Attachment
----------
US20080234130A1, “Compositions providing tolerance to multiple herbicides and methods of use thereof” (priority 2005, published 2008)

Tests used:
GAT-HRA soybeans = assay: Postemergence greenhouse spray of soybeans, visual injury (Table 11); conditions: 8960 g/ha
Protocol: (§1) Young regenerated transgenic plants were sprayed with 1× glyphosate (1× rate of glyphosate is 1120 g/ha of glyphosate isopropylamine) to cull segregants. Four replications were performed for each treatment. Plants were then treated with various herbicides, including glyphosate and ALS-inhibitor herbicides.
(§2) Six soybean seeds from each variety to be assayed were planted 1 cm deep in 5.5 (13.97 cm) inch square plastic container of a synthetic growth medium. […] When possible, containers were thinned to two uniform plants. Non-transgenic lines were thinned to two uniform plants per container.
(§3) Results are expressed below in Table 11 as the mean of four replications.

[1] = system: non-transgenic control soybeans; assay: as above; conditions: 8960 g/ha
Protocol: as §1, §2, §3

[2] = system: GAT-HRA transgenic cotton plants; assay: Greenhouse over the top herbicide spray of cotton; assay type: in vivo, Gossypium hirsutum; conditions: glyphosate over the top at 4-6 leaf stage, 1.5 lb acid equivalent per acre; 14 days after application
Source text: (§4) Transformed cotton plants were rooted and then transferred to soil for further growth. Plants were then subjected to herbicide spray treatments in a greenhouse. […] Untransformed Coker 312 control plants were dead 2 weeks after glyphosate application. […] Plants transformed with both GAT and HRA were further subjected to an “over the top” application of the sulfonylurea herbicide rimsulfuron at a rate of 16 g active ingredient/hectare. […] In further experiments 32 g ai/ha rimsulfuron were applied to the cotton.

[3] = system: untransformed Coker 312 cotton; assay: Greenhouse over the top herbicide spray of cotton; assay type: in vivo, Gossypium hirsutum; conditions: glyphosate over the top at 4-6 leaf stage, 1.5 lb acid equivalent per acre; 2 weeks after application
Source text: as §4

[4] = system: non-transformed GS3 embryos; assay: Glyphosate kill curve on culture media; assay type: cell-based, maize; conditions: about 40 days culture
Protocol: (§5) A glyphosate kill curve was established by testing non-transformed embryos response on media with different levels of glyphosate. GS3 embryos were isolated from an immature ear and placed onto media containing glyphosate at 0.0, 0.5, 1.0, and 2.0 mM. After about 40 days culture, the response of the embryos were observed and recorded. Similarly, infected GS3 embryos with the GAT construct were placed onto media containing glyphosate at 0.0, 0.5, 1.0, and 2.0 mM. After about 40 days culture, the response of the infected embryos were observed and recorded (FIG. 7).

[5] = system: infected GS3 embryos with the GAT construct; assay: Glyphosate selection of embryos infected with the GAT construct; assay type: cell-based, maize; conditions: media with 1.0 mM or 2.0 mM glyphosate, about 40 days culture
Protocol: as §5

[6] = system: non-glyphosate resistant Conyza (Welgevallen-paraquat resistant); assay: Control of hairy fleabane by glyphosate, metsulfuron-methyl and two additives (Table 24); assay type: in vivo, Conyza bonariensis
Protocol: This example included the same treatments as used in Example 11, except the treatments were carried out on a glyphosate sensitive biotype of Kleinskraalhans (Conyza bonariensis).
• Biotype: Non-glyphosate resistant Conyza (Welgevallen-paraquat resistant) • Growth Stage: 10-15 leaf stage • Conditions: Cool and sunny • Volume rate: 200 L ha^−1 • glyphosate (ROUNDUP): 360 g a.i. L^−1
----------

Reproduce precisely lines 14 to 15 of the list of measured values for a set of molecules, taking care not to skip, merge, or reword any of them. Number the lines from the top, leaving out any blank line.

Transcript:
Protocol: (§5) A glyphosate kill curve was established by testing non-transformed embryos response on media with different levels of glyphosate. GS3 embryos were isolated from an immature ear and placed onto media containing glyphosate at 0.0, 0.5, 1.0, and 2.0 mM. After about 40 days culture, the response of the embryos were observed and recorded. Similarly, infected GS3 embryos with the GAT construct were placed onto media containing glyphosate at 0.0, 0.5, 1.0, and 2.0 mM. After about 40 days culture, the response of the infected embryos were observed and recorded (FIG. 7).

[5] = system: infected GS3 embryos with the GAT construct; assay: Glyphosate selection of embryos infected with the GAT construct; assay type: cell-based, maize; conditions: media with 1.0 mM or 2.0 mM glyphosate, about 40 days culture